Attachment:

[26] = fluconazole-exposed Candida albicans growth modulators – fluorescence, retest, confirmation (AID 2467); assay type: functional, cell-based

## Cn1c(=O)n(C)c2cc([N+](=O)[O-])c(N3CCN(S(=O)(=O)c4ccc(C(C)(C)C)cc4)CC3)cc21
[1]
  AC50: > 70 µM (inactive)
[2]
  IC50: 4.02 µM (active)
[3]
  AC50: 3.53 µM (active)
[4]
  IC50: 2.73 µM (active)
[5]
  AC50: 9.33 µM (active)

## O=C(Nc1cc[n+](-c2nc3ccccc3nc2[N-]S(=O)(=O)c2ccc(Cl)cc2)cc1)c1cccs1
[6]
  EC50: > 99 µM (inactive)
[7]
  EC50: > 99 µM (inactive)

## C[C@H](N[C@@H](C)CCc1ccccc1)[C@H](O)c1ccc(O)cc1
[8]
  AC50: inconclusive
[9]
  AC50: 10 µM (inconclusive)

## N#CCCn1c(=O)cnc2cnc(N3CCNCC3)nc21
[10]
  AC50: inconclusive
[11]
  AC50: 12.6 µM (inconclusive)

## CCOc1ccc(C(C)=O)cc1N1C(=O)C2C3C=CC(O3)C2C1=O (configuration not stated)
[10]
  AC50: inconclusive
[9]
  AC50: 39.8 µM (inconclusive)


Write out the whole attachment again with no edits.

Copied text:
[26] = fluconazole-exposed Candida albicans growth modulators – fluorescence, retest, confirmation (AID 2467); assay type: functional, cell-based

## Cn1c(=O)n(C)c2cc([N+](=O)[O-])c(N3CCN(S(=O)(=O)c4ccc(C(C)(C)C)cc4)CC3)cc21
[1]
  AC50: > 70 µM (inactive)
[2]
  IC50: 4.02 µM (active)
[3]
  AC50: 3.53 µM (active)
[4]
  IC50: 2.73 µM (active)
[5]
  AC50: 9.33 µM (active)

## O=C(Nc1cc[n+](-c2nc3ccccc3nc2[N-]S(=O)(=O)c2ccc(Cl)cc2)cc1)c1cccs1
[6]
  EC50: > 99 µM (inactive)
[7]
  EC50: > 99 µM (inactive)

## C[C@H](N[C@@H](C)CCc1ccccc1)[C@H](O)c1ccc(O)cc1
[8]
  AC50: inconclusive
[9]
  AC50: 10 µM (inconclusive)

## N#CCCn1c(=O)cnc2cnc(N3CCNCC3)nc21
[10]
  AC50: inconclusive
[11]
  AC50: 12.6 µM (inconclusive)

## CCOc1ccc(C(C)=O)cc1N1C(=O)C2C3C=CC(O3)C2C1=O (configuration not stated)
[10]
  AC50: inconclusive
[9]
  AC50: 39.8 µM (inconclusive)